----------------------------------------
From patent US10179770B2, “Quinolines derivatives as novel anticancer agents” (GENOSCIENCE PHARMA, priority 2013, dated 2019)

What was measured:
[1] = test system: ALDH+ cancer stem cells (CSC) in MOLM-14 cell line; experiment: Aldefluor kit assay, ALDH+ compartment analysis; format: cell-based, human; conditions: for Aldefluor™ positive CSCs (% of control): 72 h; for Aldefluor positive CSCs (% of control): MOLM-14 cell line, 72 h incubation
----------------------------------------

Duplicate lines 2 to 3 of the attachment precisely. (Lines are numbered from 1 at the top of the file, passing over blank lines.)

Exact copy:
What was measured:
[1] = test system: ALDH+ cancer stem cells (CSC) in MOLM-14 cell line; experiment: Aldefluor kit assay, ALDH+ compartment analysis; format: cell-based, human; conditions: for Aldefluor™ positive CSCs (% of control): 72 h; for Aldefluor positive CSCs (% of control): MOLM-14 cell line, 72 h incubation